- Written by Chris Groppi
- Published on 06 July 2009
- Pass Labs XA30.5 Stereo Power Amplifier
- Page 2: Design of the Pass Labs XA30.5 Stereo Power Amplifier
- Page 3: The Sound of the Pass Labs XA30.5 Stereo Power Amplifier
- Page 4: The Pass Labs XA30.5 Stereo Power Amplifier On the Bench
- Page 5: Conclusions About the Pass Labs XA30.5 Stereo Power Amplifier
- All Pages
The XA30.5 is the finest amplifier I have had in my listening room. This was actually quite surprising to me. While I expected the amp to be fabulous, I thought the low power output would handicap it when deployed in my room with my speakers. The Gallo Reference 3.1s have 88 dB/W/m sensitivity. While this is not low sensitivity, it's not particularly high either. From the first instant I listened to the XA30.5, it was clear this assumption was incorrect. In retrospect, this should not have been a surprise. Most music (even at pretty high volume) happens at well under 30W. Only bass transient peaks when listening at high volume caused the current meter on the Pass amp to move at all. When the needle did move, it only moved by a small amount. This says that the Pass amp was almost always operating in class A, tipping into class AB only occasionally.
The Pass amp has stupendous current delivery capability, with its huge transformer and loafing output devices. Large-scale dynamics, when compared to the 500W Emotiva XPA-1 monoblocks, were only very slightly diminished and then only on hardcore, bass heavy electronica and rock. This was the only place where the XA30.5 wasn't clearly superior to the XPA-1s (which are admittedly less than half the price of the XA30.5). On bass heavy electronica like Daft Punk's Human After All and Crystal Method's Vegas, the extension, control and power was there, but the sharp leading edges of transients produced by the more powerful amplifiers were rounded off a bit. In terms of microdynamics, the XA30.5 was superior. The aliveness of the XA30.5 was unmatched in my experience. The XA30.5 retained the energy and pace of the Emotivas on every album I listened to, but did so with superior smoothness and imaging.
The reality delivered by the Pass amp was its greatest asset. This was due to a combination of the great microdynamics delivering that "alive" sound, combined with stupendously three dimensional and well-defined images. Each image in the soundstage was amazingly round and deep when compared to the typically flat delivery from most amps. Overall soundstage width, and particularly depth, was also the best I've heard from the Gallos in my room. Width was about 1 foot wider on each side than the XPA-1s. The depth, which is mainly a result of spatial acoustic cues being clearly extracted from recordings, was absolutely insane. With recordings that had the information in them, like several of my Acoustic Sounds purist blues recordings, the depth was such that some of the soundstage sounded to be so far behind the speakers that it was in my front yard. On highly engineered recordings, the flatness was still there. An amp can't put in information that has already been engineered out. Even with these flat recordings (which are most of them), the three-dimensional nature of the images was still there, they were just all arranged in a single plane. An example of this was Gomez's Bring it On, with beautifully round images, but all in one plane just behind the speakers.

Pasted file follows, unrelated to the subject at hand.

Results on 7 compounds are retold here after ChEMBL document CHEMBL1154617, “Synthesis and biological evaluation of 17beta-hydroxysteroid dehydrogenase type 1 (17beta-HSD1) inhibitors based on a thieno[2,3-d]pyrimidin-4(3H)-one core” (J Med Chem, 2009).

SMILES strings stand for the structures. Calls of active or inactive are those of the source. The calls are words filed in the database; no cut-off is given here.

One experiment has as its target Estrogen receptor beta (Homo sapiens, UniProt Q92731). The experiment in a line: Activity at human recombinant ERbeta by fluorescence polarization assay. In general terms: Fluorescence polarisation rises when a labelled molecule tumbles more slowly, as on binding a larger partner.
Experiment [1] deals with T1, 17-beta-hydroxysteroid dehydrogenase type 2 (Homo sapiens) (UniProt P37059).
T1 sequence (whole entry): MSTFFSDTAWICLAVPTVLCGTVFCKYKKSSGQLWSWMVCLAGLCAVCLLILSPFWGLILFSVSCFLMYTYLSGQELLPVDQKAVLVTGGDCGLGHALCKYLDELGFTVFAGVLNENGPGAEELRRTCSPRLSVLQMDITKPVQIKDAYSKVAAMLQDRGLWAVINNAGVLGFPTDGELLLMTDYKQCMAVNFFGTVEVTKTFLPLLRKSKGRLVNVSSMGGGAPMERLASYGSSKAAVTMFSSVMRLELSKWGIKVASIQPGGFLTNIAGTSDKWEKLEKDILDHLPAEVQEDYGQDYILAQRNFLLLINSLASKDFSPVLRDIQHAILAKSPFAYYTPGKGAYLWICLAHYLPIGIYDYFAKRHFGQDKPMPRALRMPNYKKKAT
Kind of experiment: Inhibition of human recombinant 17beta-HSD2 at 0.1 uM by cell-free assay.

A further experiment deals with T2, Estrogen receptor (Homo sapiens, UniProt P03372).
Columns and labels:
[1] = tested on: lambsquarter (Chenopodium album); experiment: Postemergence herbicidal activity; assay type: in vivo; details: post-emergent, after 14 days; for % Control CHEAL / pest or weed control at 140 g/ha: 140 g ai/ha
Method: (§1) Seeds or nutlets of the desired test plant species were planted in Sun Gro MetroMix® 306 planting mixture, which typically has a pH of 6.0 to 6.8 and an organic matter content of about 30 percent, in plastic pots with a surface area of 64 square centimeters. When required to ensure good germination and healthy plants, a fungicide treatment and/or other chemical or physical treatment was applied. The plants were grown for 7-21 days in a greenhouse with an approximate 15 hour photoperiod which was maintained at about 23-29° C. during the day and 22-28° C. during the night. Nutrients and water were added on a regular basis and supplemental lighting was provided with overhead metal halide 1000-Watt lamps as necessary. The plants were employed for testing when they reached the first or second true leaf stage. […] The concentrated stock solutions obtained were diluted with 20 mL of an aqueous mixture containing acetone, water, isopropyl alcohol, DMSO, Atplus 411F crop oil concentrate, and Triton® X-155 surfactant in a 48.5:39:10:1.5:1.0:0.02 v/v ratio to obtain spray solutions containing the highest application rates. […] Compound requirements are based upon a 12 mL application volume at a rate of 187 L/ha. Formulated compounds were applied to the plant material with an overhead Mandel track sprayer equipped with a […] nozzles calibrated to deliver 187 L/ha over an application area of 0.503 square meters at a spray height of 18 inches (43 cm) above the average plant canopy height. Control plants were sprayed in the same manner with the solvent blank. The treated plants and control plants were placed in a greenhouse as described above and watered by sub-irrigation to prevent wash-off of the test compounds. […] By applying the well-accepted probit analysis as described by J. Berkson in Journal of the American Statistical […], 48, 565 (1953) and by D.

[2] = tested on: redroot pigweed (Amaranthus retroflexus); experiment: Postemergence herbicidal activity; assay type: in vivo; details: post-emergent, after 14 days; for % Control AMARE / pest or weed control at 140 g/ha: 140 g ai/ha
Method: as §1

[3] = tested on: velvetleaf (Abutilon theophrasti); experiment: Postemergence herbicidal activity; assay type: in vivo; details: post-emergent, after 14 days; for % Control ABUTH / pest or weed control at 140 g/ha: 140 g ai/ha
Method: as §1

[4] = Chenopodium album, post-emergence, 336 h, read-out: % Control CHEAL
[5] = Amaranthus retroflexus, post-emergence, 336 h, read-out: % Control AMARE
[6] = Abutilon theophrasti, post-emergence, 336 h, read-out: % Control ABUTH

One thing class A amplifiers are known for is an incredibly liquid, clear and smooth midrange. The XA30.5 did not fail to deliver. The absolute clarity of the midrange combined with a complete absence of grain, glare or hardness was addictive. Unlike some tube class A amps, there was no trace of added warmness, just complete clarity and transparency, but delivered with a smooth-as-silk lack of grain. My favorite examples were the simple vocals of Allison Krauss and Ralph Stanley on the SACD recording of the O Brother Where Art Thou soundtrack. With the XA30.5, these simple unaccompanied vocals were just stunning. Some class A amps also have limited high frequency extension, but not this amp. I think some of these preconceptions are the result of single ended class A vacuum tube amps, which have some major technical limitations.
The solid state XA30.5 has no such limitations, with high frequency extension flat to well past 50 kHz. The high end also has stupendous smoothness and liquidity, giving every recording a much-improved sense of smoothness and "ease," meaning a lack of grain and glare at the high end. This is the stuff that can give you a headache after listening for a long time, or feels like a "pressure" on your ears. You'll only know it was there when you can take it away. The XPA-1s could not match this smoothness and ease. This was another area of the XA30.5 performance that benefited every recording. While they had the extension, accuracy and precision, the low order distortion spectrum of the XA30.5 gave it a major edge in the reproduction of the midrange and treble.
In the bass, the XA30.5 delivered admirably well-controlled and tonally accurate bass, but lacked a bit of the sharp edged impact of the more than 15 times more powerful XPA-1. This rounding off of the dynamic impact in the bass was the only limitation of the XA30.5, and this was compared to an amp that excels in this area. With even a slightly more sensitive speaker (I would say anything over 90 dB/W/m), the XA30.5 would catch up. For less sensitive speakers, there are plenty of XA amps with higher powers, from 60W to 200W class A power. These are all monoblocks, and much more expensive than the XA30.5, though (starting at over $11k).